After four years of division, Fatah and Hamas have agreed to form a joint government to end the split between the Gaza Strip and the West Bank. However, Israel has indicated it would not support the deal.
Israel has rejected a unity deal reached between rival Palestinian factions Fatah and Hamas, under which Fatah leader and Palestinian President Mahmud Abbas will assume a role at the helm of the new government.
Israel refuses to have any diplomatic dealings with Hamas, whose party charter calls for Israel to be replaced by an Islamic state across historic Palestine.
"I say to Abu Mazen [President Abbas], you cannot grasp the stick at both ends. It is either peace with Hamas or peace with Israel, you cannot have both," Netanyahu told a Likud party caucus in Jerusalem, adding that "Hamas and peace do not go together."
UN Secretary Geneal Ban Ki-moon, meanwhile, urged Abbas not to abandon talks with Israel. Ban "pointed out that the two tracks, or Palestinian reconciliation and negotiations with Israel, should not be seen as contradictory and mutually exclusive," a spokesman said.
Abbas and Khaled Mashaal, the chief of the militant Islamic group Hamas, signed the agreement in the Gulf nation of Qatar, whose government helped broker the deal.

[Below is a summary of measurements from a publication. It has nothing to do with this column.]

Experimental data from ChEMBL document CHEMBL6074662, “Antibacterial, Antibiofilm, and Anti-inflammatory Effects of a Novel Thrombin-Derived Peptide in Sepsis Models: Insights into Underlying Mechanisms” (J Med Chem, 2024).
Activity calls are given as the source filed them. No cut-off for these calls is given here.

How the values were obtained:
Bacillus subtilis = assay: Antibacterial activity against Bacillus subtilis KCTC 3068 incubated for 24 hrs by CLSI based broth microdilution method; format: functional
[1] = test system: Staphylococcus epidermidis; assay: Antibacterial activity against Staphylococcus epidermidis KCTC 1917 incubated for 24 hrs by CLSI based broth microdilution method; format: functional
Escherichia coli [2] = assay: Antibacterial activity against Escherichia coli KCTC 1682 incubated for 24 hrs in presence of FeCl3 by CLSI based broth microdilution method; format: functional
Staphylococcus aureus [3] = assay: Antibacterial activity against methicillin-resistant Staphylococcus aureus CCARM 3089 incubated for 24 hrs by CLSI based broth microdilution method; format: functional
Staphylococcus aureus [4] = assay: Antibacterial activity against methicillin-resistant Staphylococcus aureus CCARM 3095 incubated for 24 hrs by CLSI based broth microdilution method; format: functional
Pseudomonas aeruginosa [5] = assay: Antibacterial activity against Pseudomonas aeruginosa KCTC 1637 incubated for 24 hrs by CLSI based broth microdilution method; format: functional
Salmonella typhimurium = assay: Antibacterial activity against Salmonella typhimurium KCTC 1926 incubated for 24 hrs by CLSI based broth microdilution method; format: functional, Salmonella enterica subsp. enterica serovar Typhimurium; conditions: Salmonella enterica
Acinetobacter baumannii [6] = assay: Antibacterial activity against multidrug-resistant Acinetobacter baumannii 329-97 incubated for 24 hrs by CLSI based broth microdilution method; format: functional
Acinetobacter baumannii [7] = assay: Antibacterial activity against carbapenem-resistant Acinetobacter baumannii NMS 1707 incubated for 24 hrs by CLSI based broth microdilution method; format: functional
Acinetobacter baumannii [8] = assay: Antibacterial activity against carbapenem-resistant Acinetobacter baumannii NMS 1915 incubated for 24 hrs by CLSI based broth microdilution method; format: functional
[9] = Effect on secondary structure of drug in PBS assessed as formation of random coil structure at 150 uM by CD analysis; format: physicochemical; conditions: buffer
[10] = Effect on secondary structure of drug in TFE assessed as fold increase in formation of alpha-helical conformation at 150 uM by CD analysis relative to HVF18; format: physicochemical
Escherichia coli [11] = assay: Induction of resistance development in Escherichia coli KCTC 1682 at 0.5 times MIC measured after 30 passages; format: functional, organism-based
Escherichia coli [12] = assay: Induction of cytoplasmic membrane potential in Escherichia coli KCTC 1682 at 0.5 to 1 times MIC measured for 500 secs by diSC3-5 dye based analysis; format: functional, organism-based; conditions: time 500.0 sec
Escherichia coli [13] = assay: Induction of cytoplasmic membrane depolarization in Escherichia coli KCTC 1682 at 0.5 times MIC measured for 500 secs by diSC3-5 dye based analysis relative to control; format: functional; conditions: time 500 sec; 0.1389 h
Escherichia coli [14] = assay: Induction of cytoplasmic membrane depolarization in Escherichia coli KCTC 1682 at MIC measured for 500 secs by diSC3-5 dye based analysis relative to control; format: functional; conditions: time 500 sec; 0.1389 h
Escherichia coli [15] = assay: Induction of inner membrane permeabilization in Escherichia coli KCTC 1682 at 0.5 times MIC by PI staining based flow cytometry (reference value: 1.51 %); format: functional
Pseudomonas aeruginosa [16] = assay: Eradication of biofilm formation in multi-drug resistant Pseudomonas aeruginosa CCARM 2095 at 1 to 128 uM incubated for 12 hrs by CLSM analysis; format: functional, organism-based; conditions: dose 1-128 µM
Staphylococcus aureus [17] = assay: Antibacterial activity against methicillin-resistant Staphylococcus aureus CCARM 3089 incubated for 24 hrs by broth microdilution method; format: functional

"We promise our people to implement this agreement as soon as possible," Abbas said Monday.
Palestine has been politically divided between the Gaza Strip and West Bank since 2006, when Hamas beat the secular Fatah movement in parliamentary elections. Hamas then kicked Fatah out of the Gaza Strip after a series of deadly clashes in June 2007.
Under Monday's agreement, Abbas is set to become prime minister of the unity government, replacing Western-backed Salam Fayyad. The two factions originally agreed to the reconciliation deal in May 2011 in Cairo, but disagreements over who would head the unity government had delayed a final deal. Hamas was opposed to Fayyad.
Mashaal said that Hamas and Fatah were "serious about healing the wounds" in order to "reunite our people on the foundation of a political partnership in order to devote our effort to resisting the (Israeli) occupation."
The Palestinian factions agreed to hold elections, currently scheduled for May, as quickly as possible.
"We agreed on the importance of holding the elections quickly … and removing any obstacles that might delay the polls," said Fatah spokesman Azzam al-Ahmad.
Israel: Abbas must choose
The European Union, meanwhile, issued a statement saying it would support a new Palestinian unity government, provided it remained peaceful.
"The EU has consistently called for intra-Palestinian reconciliation behind President Mahmoud Abbas as an important element for the unity of a future Palestinian state and for reaching a two-state solution," Michael Mann, spokesman for EU foreign policy chief Catherine Ashton, said in Brussels. "The EU looks forward to continuing its support, including through direct financial assistance, for a new Palestinian government that should uphold the principle of non-violence."
slk/msh/ccp/dfm (AP, AFP, Reuters)